A man in the UAE could be fined over $68,000 for swearing at his colleague on WhatsApp. The punishment is a part of a new law governing Internet users in the country. Also Read - WhatsApp is soon to change the way your data is backed up: What it means?
The new law was brought to light by the Federal Supreme Court (FSC), which overturned two lower court sentences fining the man Dirham 3,000 (over $800) after he was convicted of swearing at another man on WhatsApp. Also Read - WhatsApp introduces 'Papa Mere Papa' stickers to celebrate Father's Day: How to download, send?
The court ordered a fresh trial, supporting the appeal by the prosecutor who argued that the earlier sentence was too lenient and did not conform to the new laws that include a penalty of Dirham 250,000 (over $68,000) or imprisonment for those involved in online offences. Also Read - Father’s Day 2021: Here's Best WhatsApp Happy Father’s Day stickers, wishes, GIFs, messages, quotes and more
Under the new law, people swearing online at others could be fined Dirham 250,000 and jailed, while expatriates could also be deported from the UAE. “FSC supported the prosecutor’s appeal and affirmed the need for enforcement of the law governing information technology crimes involving a Dirham 250,000 fine and deportation from the country.”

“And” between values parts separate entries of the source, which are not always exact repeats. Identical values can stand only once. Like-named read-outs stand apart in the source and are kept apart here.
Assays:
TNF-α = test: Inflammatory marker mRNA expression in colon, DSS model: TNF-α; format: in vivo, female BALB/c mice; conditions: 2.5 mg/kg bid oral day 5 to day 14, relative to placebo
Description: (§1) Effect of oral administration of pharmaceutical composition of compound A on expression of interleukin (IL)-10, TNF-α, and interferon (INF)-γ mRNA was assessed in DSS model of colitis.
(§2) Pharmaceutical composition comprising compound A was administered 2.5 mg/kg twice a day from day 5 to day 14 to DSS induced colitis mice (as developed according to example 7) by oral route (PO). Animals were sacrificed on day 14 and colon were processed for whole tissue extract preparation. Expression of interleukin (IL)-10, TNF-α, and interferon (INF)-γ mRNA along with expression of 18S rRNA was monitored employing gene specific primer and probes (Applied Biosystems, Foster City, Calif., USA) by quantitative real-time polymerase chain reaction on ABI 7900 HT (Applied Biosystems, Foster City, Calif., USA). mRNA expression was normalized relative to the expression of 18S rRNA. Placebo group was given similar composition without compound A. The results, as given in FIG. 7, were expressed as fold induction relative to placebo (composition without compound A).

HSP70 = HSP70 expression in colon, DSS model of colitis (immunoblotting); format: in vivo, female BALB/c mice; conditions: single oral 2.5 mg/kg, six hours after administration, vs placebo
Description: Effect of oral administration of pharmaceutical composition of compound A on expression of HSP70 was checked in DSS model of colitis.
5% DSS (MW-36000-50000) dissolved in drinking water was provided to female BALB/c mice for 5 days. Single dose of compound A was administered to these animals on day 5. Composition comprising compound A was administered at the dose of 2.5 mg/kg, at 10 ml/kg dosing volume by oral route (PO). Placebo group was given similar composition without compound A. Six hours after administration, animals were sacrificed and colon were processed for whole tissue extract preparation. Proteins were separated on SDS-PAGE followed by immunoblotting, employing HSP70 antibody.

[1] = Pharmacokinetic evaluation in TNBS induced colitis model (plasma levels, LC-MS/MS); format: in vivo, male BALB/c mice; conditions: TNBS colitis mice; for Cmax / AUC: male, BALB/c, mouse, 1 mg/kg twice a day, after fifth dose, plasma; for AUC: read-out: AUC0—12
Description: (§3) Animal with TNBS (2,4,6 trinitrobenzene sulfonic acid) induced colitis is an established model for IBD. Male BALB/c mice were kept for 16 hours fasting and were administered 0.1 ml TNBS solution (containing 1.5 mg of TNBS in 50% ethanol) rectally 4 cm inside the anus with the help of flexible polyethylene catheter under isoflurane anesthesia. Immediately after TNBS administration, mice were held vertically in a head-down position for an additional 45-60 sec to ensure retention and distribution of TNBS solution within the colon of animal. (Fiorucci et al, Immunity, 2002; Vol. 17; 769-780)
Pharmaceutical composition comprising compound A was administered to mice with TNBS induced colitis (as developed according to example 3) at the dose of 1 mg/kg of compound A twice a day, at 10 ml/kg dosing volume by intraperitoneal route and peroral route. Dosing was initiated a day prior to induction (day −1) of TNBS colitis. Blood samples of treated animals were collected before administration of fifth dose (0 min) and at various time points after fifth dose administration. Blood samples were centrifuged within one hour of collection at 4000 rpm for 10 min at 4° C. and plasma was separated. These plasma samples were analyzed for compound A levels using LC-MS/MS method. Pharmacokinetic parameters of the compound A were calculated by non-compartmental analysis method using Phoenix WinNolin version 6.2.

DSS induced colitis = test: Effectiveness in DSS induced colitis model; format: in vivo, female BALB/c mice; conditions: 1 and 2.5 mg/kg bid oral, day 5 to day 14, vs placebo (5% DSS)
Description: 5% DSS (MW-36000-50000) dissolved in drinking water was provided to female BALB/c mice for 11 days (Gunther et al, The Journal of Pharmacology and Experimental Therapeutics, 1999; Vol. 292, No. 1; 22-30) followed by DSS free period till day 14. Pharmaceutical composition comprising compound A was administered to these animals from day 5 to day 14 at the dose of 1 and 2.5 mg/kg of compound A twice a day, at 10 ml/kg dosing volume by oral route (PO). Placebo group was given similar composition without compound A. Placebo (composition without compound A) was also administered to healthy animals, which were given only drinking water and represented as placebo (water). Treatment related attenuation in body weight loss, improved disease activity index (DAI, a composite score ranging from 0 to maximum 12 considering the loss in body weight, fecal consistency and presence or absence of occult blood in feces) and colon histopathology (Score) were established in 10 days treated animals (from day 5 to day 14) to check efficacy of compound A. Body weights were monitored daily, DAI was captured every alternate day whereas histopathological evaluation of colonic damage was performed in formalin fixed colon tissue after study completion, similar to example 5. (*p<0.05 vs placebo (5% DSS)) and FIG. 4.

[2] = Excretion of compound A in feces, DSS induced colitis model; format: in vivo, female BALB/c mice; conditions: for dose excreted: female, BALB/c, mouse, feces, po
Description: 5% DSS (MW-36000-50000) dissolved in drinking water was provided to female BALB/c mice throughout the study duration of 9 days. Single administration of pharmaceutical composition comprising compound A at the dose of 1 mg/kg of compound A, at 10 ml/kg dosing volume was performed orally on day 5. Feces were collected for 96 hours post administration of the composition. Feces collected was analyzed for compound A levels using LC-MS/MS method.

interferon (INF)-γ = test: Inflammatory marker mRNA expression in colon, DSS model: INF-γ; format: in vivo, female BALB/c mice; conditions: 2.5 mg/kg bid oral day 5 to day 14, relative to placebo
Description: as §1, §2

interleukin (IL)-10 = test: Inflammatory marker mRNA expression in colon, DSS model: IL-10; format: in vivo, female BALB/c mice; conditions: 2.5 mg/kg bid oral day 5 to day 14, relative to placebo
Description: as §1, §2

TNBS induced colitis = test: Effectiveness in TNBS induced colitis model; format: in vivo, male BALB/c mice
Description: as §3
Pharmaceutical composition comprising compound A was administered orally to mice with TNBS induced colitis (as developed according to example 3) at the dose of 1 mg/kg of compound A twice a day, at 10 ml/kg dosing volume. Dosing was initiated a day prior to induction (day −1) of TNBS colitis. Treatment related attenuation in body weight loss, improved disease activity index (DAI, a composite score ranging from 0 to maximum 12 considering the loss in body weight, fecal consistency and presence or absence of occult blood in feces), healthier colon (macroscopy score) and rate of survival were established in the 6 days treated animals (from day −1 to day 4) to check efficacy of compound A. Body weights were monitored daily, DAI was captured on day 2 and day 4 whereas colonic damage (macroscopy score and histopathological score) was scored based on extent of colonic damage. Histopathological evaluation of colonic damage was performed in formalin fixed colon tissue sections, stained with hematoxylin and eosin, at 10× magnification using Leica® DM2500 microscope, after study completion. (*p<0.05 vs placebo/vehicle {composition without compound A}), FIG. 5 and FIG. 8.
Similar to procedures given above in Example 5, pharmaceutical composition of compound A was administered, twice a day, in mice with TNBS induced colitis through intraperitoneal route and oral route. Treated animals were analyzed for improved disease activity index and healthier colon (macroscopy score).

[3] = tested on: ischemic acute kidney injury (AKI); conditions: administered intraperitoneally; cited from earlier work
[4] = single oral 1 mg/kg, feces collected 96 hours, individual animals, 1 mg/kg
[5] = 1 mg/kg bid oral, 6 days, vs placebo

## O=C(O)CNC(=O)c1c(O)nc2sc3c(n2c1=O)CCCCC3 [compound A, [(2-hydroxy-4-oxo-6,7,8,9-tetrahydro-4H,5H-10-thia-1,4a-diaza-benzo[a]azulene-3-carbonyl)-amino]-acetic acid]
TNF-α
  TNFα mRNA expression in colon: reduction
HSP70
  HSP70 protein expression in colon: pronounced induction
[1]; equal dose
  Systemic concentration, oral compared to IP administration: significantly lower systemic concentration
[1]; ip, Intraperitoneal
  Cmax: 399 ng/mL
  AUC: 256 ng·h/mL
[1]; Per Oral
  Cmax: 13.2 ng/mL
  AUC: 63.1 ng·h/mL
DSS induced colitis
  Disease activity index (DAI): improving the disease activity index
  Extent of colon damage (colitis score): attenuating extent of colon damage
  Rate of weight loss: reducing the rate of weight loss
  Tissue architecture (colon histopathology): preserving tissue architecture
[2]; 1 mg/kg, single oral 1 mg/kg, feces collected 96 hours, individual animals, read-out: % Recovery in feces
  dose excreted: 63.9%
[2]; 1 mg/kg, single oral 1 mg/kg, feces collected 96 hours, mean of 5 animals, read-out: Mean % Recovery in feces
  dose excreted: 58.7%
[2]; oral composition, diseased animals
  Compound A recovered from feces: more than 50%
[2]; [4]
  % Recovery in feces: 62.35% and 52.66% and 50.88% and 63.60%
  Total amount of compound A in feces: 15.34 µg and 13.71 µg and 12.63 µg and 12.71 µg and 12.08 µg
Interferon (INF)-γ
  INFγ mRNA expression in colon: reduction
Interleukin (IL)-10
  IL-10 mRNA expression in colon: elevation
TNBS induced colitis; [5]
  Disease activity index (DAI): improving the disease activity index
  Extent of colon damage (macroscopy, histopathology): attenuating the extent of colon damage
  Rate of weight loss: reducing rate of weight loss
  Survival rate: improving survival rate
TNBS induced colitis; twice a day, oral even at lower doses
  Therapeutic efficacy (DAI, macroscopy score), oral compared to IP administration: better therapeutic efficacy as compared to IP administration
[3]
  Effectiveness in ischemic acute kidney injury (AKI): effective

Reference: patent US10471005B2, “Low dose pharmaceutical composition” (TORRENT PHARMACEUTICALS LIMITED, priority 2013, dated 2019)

A date for the new trial is yet to be fixed. Court documents showed that the man, whose nationality was not stated, was prosecuted after his colleague complained to police that he swore in a message and also threatened to harm him.
The victim had presented his mobile phone to prosecutors showing that the defendant had sent “insulting” words to him. The documents did not state what exactly had been said. Prosecutors charged him under recently introduced cyber crime laws. The defendant had denied the charges.
Both the first instance and appeal courts found the man guilty of committing a cyber crime and ordered him to pay Dirham 3,000. He was cleared of threatening to harm his colleague. According to a media report, police and lawyers warned that sending a middle finger emoji sign could also land the user in court under the same laws.